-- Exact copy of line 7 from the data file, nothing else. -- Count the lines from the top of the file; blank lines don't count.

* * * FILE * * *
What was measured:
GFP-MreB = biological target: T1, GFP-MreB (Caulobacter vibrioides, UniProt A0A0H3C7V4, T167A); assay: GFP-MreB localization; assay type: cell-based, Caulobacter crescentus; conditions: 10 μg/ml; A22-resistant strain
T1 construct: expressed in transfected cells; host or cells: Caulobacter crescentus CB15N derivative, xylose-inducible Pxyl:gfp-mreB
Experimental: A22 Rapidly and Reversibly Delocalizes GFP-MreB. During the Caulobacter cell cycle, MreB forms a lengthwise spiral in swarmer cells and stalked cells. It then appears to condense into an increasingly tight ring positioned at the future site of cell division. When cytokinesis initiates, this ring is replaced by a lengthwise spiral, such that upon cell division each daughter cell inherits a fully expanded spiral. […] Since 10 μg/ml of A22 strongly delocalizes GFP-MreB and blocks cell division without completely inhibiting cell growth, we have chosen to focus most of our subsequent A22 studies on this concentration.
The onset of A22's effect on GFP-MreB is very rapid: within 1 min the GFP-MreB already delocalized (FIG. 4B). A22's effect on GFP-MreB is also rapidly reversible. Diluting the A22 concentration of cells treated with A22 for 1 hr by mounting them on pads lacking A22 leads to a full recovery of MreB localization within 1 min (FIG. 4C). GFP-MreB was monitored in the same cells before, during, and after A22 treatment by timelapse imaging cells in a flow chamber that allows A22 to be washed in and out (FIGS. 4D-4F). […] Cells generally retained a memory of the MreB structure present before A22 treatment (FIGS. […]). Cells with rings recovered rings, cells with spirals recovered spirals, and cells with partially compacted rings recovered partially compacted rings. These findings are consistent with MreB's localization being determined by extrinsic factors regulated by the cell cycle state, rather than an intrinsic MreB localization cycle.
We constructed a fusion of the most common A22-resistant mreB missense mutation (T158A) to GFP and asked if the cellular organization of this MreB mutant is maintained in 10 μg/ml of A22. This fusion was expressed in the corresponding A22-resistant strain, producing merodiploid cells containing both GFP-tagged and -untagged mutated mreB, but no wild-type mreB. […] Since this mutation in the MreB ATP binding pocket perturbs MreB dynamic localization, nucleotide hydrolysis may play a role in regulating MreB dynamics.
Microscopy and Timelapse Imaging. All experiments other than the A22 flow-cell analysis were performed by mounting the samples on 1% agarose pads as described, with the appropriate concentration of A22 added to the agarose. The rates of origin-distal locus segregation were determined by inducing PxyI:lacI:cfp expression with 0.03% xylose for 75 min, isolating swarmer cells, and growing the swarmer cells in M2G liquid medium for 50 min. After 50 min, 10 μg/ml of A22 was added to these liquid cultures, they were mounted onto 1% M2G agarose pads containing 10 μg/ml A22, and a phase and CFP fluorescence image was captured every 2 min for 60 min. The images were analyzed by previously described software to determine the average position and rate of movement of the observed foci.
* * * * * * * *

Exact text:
Microscopy and Timelapse Imaging. All experiments other than the A22 flow-cell analysis were performed by mounting the samples on 1% agarose pads as described, with the appropriate concentration of A22 added to the agarose. The rates of origin-distal locus segregation were determined by inducing PxyI:lacI:cfp expression with 0.03% xylose for 75 min, isolating swarmer cells, and growing the swarmer cells in M2G liquid medium for 50 min. After 50 min, 10 μg/ml of A22 was added to these liquid cultures, they were mounted onto 1% M2G agarose pads containing 10 μg/ml A22, and a phase and CFP fluorescence image was captured every 2 min for 60 min. The images were analyzed by previously described software to determine the average position and rate of movement of the observed foci.